If you’re planning to bring a ham sandwich to work with you tomorrow, you may want to reconsider.
According to CoExist House, an interfaith group with chapters in the U.S. and the UK, employers should set guidelines that ensure employees of faith are not offended by what the left likes to call “microaggressions.” These are tiny instances of unintended offense caused when people don’t spend all of their energy trying to make sure that no one ever gets their feathers ruffled.
Andy Dinham, a University of London professor who wrote the CoExist guidelines, says that pork products should never be allowed in an office. “It would be good etiquette to avoid heating up foods that might be prohibited for people of other faiths,” he said. High on the list are pork products, which are eschewed by both Muslims and Jews.
Dinham doesn’t stop with ham-related food items. To make the workplace as welcoming as possible to people of all religions, he recommends making sure every corporate event serves halal and kosher food that has been specially certified. He also recommends keeping alcohol off the table, as this might also offend people of certain faiths.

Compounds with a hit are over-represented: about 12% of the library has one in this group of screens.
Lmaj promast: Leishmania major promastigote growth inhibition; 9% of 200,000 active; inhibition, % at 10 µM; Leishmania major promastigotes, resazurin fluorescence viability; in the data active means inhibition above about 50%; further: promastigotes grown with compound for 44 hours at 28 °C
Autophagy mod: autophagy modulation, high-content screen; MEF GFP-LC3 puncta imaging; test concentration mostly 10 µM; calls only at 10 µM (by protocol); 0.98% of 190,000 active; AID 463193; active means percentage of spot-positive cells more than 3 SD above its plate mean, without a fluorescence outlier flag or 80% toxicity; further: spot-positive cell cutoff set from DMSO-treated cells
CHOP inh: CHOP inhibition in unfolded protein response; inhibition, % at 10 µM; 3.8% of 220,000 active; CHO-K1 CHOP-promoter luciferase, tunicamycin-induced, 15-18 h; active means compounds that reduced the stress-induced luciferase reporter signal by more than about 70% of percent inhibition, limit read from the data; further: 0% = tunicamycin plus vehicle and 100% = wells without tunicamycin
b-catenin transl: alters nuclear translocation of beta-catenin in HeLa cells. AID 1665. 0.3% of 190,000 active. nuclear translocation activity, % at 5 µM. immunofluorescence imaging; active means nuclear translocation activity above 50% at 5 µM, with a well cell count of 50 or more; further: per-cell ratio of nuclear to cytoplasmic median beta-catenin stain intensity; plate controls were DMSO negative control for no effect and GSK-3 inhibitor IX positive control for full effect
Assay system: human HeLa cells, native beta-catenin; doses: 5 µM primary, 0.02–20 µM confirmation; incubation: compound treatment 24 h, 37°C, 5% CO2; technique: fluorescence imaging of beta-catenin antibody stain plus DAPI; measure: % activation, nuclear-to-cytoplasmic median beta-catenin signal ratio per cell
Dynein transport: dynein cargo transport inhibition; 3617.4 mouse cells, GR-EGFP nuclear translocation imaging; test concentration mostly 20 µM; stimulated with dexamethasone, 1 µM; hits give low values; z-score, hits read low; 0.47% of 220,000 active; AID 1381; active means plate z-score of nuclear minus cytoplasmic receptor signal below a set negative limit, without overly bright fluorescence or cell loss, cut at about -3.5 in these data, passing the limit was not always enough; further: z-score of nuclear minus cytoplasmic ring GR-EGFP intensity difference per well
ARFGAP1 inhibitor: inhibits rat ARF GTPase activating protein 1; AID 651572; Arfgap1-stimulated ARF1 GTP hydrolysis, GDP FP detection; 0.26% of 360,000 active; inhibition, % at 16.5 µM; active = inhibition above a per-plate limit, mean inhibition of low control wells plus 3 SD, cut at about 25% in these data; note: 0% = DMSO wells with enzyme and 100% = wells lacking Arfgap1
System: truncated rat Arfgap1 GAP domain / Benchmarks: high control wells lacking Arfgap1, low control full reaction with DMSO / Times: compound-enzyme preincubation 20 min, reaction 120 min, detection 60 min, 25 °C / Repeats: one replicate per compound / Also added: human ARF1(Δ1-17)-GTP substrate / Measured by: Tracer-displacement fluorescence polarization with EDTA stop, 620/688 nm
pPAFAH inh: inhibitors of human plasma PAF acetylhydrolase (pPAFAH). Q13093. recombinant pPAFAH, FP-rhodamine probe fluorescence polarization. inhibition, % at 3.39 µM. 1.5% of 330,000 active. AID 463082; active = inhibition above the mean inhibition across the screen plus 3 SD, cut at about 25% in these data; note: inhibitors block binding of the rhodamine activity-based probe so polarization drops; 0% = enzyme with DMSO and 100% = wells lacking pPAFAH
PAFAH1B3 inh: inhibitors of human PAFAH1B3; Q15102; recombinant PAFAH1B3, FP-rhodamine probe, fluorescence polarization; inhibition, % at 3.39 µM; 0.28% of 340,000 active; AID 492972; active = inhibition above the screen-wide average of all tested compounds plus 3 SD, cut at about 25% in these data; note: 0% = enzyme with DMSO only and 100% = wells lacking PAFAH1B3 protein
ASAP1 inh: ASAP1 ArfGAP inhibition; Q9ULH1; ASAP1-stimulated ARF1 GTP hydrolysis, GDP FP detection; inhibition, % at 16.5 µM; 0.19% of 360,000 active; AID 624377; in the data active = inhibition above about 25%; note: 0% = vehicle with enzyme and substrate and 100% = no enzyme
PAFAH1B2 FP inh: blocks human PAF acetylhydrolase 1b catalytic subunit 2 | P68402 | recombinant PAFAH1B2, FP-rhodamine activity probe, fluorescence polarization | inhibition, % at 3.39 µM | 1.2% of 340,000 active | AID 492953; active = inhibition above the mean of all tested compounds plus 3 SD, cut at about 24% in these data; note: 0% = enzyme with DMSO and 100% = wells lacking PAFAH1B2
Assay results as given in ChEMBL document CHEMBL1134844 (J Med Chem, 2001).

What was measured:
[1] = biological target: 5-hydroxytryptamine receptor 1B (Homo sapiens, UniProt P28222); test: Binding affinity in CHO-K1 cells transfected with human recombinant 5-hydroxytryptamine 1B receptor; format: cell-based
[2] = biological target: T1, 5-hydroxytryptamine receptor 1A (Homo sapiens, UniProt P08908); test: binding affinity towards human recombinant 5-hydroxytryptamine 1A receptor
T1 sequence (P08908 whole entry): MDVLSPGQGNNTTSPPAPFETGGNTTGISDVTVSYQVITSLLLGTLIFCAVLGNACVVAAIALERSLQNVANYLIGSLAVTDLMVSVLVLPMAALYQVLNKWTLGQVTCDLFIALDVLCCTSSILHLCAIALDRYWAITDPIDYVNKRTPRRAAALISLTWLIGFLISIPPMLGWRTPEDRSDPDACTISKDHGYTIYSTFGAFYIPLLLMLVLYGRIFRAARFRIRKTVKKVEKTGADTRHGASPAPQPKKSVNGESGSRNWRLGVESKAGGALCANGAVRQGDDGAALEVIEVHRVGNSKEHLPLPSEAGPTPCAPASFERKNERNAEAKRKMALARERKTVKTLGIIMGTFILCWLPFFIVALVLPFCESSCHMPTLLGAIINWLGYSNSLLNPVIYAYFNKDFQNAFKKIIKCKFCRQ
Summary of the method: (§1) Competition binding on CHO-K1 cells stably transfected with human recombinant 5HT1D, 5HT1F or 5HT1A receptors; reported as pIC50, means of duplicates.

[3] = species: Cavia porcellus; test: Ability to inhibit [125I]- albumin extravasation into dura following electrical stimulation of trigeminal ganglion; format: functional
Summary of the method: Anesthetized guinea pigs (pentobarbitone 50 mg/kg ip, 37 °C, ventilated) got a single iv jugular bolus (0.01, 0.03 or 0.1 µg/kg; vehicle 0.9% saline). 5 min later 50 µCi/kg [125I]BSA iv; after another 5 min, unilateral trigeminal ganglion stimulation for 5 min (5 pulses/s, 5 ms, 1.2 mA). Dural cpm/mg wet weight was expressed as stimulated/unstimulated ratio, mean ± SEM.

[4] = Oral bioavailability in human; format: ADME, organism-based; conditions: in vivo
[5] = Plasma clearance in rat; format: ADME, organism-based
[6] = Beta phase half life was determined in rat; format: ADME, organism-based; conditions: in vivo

Dinham said, “We have lost the ability to talk about religious belief because of a century of secular assumptions, and most religious belief is either highly visible and we don’t recognise it, or it’s invisible and we miss it entirely.”
OR…OR…it’s not incumbent on the entire world to live their lives according to everyone else’s religious beliefs. How about that? No? No, of course not.
Religious freedom is a great thing, but it’s a two-way street. Sure, you can choose not to eat ham. You can choose to pray to Mecca twice a day. You can choose to do whatever you need to do to live up to your religious standards, as long as it doesn’t infringe on the rights of others. But the other side of that is recognizing that you don’t have the right to expect those around you to change their lives so you feel more comfortable.
What if my religion actually requires me to eat a ham sandwich for lunch? What about that, smart guy? Who wins then?
Look, we already have several countries that are run as theocracies. Go live there if you want your religion to be enforced by law. Once you make the decision to live in a free society, you need to understand what that entails. It comes with a lot of great stuff – free speech, free exercise of religion, no fear of being tossed in the slammer for something you believe – but it also comes with one big downside: you’re going to have to put up with some opinions you don’t like. You’re going to have to come to terms with the fact that not everyone believes as you do. And, in fact, some people really don’t give a damn what you believe.